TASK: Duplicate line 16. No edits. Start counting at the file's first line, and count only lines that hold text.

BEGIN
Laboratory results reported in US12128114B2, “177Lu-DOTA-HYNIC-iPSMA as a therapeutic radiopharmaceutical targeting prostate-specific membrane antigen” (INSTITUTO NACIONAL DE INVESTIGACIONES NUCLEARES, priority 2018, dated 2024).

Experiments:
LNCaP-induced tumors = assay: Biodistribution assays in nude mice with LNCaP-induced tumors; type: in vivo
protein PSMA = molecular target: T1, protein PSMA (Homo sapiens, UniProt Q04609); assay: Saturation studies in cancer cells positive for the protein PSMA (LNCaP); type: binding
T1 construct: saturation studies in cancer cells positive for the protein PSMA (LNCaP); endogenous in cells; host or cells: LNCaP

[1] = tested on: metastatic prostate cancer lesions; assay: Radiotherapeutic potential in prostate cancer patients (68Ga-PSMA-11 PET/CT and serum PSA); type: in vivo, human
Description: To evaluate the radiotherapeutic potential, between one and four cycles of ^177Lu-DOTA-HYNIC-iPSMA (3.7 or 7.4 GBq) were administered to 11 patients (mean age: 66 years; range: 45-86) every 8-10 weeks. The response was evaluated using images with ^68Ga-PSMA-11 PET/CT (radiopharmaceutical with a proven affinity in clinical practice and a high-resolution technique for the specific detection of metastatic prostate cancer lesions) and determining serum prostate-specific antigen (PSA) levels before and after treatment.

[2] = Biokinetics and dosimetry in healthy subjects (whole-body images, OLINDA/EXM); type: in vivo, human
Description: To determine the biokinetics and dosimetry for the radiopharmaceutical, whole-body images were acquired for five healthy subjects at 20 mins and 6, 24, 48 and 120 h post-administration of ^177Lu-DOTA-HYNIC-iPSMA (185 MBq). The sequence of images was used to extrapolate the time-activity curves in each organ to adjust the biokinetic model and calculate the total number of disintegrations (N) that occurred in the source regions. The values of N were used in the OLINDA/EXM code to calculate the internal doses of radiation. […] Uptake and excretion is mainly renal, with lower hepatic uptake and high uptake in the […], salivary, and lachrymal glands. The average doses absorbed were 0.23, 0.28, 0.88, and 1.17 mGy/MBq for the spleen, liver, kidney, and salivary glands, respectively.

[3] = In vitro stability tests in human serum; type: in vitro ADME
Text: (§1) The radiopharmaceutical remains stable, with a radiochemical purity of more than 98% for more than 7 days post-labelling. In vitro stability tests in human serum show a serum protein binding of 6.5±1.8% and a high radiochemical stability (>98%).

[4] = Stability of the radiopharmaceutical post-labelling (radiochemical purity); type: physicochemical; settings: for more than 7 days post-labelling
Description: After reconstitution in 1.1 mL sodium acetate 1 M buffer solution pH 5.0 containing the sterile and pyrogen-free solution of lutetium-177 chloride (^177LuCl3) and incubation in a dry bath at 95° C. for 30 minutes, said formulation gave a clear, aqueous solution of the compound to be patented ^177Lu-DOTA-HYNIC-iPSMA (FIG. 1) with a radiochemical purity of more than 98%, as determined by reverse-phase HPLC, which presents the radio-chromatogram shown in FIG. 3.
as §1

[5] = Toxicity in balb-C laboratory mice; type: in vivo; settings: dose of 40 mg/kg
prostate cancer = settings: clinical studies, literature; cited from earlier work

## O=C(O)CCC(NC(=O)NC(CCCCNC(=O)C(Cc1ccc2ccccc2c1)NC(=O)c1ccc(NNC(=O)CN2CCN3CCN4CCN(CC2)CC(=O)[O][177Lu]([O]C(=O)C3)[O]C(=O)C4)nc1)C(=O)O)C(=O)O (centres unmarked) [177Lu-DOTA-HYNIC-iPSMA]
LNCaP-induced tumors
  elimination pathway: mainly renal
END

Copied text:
prostate cancer = settings: clinical studies, literature; cited from earlier work